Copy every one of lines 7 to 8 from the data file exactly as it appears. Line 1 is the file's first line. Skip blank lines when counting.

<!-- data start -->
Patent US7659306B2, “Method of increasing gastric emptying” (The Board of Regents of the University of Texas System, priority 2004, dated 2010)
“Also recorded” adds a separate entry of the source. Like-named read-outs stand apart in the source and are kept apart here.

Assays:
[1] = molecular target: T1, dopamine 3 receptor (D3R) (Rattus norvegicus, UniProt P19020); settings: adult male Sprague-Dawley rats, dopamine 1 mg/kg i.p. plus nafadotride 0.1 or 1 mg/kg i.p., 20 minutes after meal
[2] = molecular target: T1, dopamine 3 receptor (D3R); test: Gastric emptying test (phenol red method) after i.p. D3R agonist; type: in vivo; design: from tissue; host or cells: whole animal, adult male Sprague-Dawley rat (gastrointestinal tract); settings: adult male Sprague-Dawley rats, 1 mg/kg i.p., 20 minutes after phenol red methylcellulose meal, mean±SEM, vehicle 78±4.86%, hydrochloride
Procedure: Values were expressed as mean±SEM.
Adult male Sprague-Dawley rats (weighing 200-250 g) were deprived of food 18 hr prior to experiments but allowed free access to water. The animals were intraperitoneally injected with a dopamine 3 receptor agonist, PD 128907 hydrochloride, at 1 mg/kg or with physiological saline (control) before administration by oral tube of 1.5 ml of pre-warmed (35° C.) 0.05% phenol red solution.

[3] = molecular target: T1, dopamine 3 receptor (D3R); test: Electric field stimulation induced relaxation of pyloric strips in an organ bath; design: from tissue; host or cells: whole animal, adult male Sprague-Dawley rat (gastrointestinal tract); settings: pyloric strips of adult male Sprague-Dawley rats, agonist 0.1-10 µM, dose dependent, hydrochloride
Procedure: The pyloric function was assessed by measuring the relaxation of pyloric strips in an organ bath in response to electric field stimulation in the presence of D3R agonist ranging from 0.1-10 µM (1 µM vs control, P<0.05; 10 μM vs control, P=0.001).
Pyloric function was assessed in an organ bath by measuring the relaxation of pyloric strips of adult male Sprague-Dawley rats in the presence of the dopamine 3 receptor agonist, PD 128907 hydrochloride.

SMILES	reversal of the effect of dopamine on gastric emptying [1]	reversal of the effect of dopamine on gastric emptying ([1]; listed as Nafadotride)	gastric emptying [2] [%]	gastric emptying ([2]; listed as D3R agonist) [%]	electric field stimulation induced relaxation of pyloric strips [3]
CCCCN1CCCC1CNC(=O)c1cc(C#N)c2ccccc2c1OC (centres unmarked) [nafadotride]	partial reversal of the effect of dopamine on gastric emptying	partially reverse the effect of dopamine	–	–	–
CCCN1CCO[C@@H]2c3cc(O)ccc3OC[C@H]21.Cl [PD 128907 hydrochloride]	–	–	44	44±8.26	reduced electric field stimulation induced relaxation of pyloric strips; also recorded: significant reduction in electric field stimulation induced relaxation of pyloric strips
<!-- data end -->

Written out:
Adult male Sprague-Dawley rats (weighing 200-250 g) were deprived of food 18 hr prior to experiments but allowed free access to water. The animals were intraperitoneally injected with a dopamine 3 receptor agonist, PD 128907 hydrochloride, at 1 mg/kg or with physiological saline (control) before administration by oral tube of 1.5 ml of pre-warmed (35° C.) 0.05% phenol red solution.

[3] = molecular target: T1, dopamine 3 receptor (D3R); test: Electric field stimulation induced relaxation of pyloric strips in an organ bath; design: from tissue; host or cells: whole animal, adult male Sprague-Dawley rat (gastrointestinal tract); settings: pyloric strips of adult male Sprague-Dawley rats, agonist 0.1-10 µM, dose dependent, hydrochloride